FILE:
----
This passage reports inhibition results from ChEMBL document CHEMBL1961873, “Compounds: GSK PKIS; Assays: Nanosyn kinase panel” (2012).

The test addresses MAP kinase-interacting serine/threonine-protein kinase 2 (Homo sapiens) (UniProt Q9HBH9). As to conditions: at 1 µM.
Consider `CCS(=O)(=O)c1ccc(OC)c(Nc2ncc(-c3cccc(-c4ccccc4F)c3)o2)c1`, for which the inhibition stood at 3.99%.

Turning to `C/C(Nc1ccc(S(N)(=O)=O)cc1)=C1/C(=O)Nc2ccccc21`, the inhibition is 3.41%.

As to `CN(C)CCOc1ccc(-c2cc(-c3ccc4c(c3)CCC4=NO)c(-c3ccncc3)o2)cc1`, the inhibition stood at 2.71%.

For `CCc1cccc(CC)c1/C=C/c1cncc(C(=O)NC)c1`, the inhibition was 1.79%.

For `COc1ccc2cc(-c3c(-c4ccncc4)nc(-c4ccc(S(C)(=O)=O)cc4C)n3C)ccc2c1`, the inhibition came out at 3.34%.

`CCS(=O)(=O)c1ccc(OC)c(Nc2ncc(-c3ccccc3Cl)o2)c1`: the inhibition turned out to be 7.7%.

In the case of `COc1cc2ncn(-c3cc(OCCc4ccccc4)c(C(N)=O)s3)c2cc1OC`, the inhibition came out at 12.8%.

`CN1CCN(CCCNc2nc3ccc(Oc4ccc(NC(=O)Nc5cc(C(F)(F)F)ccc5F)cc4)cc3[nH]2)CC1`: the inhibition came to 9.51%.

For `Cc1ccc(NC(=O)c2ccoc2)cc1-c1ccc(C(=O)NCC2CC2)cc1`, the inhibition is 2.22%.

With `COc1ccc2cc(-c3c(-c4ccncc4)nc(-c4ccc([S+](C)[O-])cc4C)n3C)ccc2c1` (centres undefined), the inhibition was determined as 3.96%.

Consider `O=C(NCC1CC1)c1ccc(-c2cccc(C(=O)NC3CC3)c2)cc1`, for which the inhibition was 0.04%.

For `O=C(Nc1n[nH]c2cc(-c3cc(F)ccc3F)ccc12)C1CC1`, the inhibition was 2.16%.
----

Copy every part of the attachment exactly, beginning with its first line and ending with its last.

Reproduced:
This passage reports inhibition results from ChEMBL document CHEMBL1961873, “Compounds: GSK PKIS; Assays: Nanosyn kinase panel” (2012).

The test addresses MAP kinase-interacting serine/threonine-protein kinase 2 (Homo sapiens) (UniProt Q9HBH9). As to conditions: at 1 µM.
Consider `CCS(=O)(=O)c1ccc(OC)c(Nc2ncc(-c3cccc(-c4ccccc4F)c3)o2)c1`, for which the inhibition stood at 3.99%.

Turning to `C/C(Nc1ccc(S(N)(=O)=O)cc1)=C1/C(=O)Nc2ccccc21`, the inhibition is 3.41%.

As to `CN(C)CCOc1ccc(-c2cc(-c3ccc4c(c3)CCC4=NO)c(-c3ccncc3)o2)cc1`, the inhibition stood at 2.71%.

For `CCc1cccc(CC)c1/C=C/c1cncc(C(=O)NC)c1`, the inhibition was 1.79%.

For `COc1ccc2cc(-c3c(-c4ccncc4)nc(-c4ccc(S(C)(=O)=O)cc4C)n3C)ccc2c1`, the inhibition came out at 3.34%.

`CCS(=O)(=O)c1ccc(OC)c(Nc2ncc(-c3ccccc3Cl)o2)c1`: the inhibition turned out to be 7.7%.

In the case of `COc1cc2ncn(-c3cc(OCCc4ccccc4)c(C(N)=O)s3)c2cc1OC`, the inhibition came out at 12.8%.

`CN1CCN(CCCNc2nc3ccc(Oc4ccc(NC(=O)Nc5cc(C(F)(F)F)ccc5F)cc4)cc3[nH]2)CC1`: the inhibition came to 9.51%.

For `Cc1ccc(NC(=O)c2ccoc2)cc1-c1ccc(C(=O)NCC2CC2)cc1`, the inhibition is 2.22%.

With `COc1ccc2cc(-c3c(-c4ccncc4)nc(-c4ccc([S+](C)[O-])cc4C)n3C)ccc2c1` (centres undefined), the inhibition was determined as 3.96%.

Consider `O=C(NCC1CC1)c1ccc(-c2cccc(C(=O)NC3CC3)c2)cc1`, for which the inhibition was 0.04%.

For `O=C(Nc1n[nH]c2cc(-c3cc(F)ccc3F)ccc12)C1CC1`, the inhibition was 2.16%.